A: Yes

Q: What is the availability of Windows Media in Windows 2000?
A: Windows Media Services is a feature of Windows 2000 Server and Windows 2000 Advanced Server. Windows Media Player is a feature of Windows 2000 Professional, Windows 2000 Server and Windows 2000 Advanced Server.

Q: What are Windows Media Services?
The new Windows Media Services feature of Windows 2000 Server breaks down the barriers to enterprise streaming by offering the following benefits:

  • Highest-quality audio and video at any connection speed with the Windows Media Format for audio and near-broadcast-quality video, using less bandwidth compared to other formats; and integrated intelligent streaming that automatically adapts the quality of streaming broadcasts based on network availability and connection speeds
  • Best scalability in the industry, with the ability to serve up to 9,000 concurrent streams per server and over 2,400 broadband streams at 100KB*
  • Most cost-effective solution, with no per-stream licensing costs and average savings on deployment costs of over 50 percent compared with competing solutions.*Windows Media has also proven to offer a return of investment of up to 1,800 percent for enterprise customers.
  • Easier deployment and interoperation because Windows Media is a core feature of Windows 2000 with seamless compatibility with Microsoft Office and the BackOffice family

Q: Will Windows 2000 run on laptops?
A: Yes, however the requirements for Windows 2000 are great. At minimum you would need 32 MB of Ram, 64 MB recommended.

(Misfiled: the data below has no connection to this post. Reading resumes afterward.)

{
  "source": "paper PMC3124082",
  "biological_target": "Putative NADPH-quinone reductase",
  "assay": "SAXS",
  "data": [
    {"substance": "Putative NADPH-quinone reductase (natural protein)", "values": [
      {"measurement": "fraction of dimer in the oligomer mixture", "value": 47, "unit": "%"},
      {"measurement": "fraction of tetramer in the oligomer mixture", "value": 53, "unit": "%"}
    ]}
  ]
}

Q: What is the default mail client in Windows 2000?
A: Microsoft Windows Messaging is not supported in Windows 2000. The default mail client for Windows 2000 is Microsoft Outlook Express. If you upgrade from Windows Microsoft Windows 95 or Microsoft Windows 98, the Microsoft Mail Post Office folder is still available, but Windows Messaging does not work properly. Outlook will also work.

Q: Is File Manager included in Windows 2000?
A: When you install Windows 2000, you may notice that File Manager (Winfile.exe) is not available. However, if you upgrade a computer that is running Microsoft Windows 95, Microsoft Windows 98, or Microsoft Windows NT, File Manager may be available and may still function normally. File Manager is not included with Windows 2000. If you upgrade a computer on which File Manager is available, it remains available.

The functionality of File Manager is available by using Windows Explorer and the Shared Folders snap-in in Microsoft Management Console (MMC). The Shared Folder snap-in includes the ability to create and manage Macintosh volumes as well.